Legitimate interest

This one has piqued the interest of marketers, mostly because Recital 47 states: ‘The processing of personal data for direct marketing purposes may be regarded as carried out for a legitimate interest.’

This has been interpreted by most to mean that digital marketing practices will be exempt, but it won’t be quite so black and white as businesses are required to balance legitimate interests against the ‘fundamental rights and freedoms of consumers’.

Direct marketing is likely to be exempt only where the consumer is already a customer and has a ‘reasonable expectation of processing data’.

To put that into perspective, I can buy new runners online and have them delivered, using my name and address. Afterwards, the company can send me offers based on my purchase, but it can’t use other data from my phone or laptop, for example, to geo-target me or push offers that use my IP address to run target marketing for any other reason.

Partners and service providers

The 1995 directive applied to data controllers only, meaning those people determining the purpose for using data, but the new directive extends responsibility for compliance to data processors. That takes in any business that carries out processing on behalf of the controller.

For example, an employee benefits provider or payroll company is a processor, while the client (the employer), is the controller of the employee data.

As the use of cloud-based services grow, businesses look set to work with an increasing number of data processors, all of which must be carefully selected, monitored and governed to ensure end-to-end compliance with the GDPR.

Erasure and data portability

The new legislation states that consumers should have control of their own personal data, even data that’s deemed to be ‘on loan’ to a business for processing. That means an individual can contact a business at any time and request that their data be:

  • Amended, if it has errors
  • Erased entirely (and that really does mean everything) or
  • Transferred to another business in an easily machine-readable format (even if the other company happens to be a competitor)

There are few exceptions on this one and all requests must be carried out within a reasonable amount of time.


This is the most fundamental obligation the GDPR lays at the feet of businesses. It says very clearly that it’s not enough for a business to follow the regulation to the letter of the law, it must be able to demonstrate that their policies, processes and even their behaviour ‘embraces and embodies the core principles around privacy and personal data protection as advocated by the GDPR’.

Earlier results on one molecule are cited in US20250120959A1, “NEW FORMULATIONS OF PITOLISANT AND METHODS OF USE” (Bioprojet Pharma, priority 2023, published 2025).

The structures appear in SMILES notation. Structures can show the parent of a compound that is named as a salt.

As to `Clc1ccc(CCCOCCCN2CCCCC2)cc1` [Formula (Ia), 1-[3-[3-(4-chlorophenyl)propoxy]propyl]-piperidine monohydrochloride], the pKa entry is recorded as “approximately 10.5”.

A Chief Information Officer (CIO) will be a necessary requirement within any business aiming to comply with the regulations, so if you don’t have one or may not have the budget to hire one, it is definitely worth considering a virtual CIO.

It asks businesses to look at data protection from a design and default perspective, so business systems and processes are designed to comply with the regulations and the default is designed to minimise any exposure.

So, what does that mean in everyday terms?

In practice, it means businesses must be able to show that every technical or business process that touches personal data demonstrated cyber security and has been designed to:

  • Use as little data as possible
  • For the shortest length of time
  • Exposing it to the fewest number of people and
  • Deleting it as quickly as possible when the relevant processing is complete

That’s a massive change to how most businesses have been trained to think about using data up to this point and questions loom large for businesses that rely on rich data for targeted marketing.  

It’s early days, but change is coming down the tracks and the businesses that will fare best will be those taking time to understand what this new reality means and to prepare accordingly.

If this article reads like a horror story to you, fear not, because help is at hand. Get in touch with us and find out how an IT Consultancy such as can help you prepare your business and its IT systems to meet regulatory compliance.

Discover what you need to do to start on the journey towards GDPR compliance and how certified experts can provide the support you need to meet legislation standards by downloading our free GDPR-readiness checklist: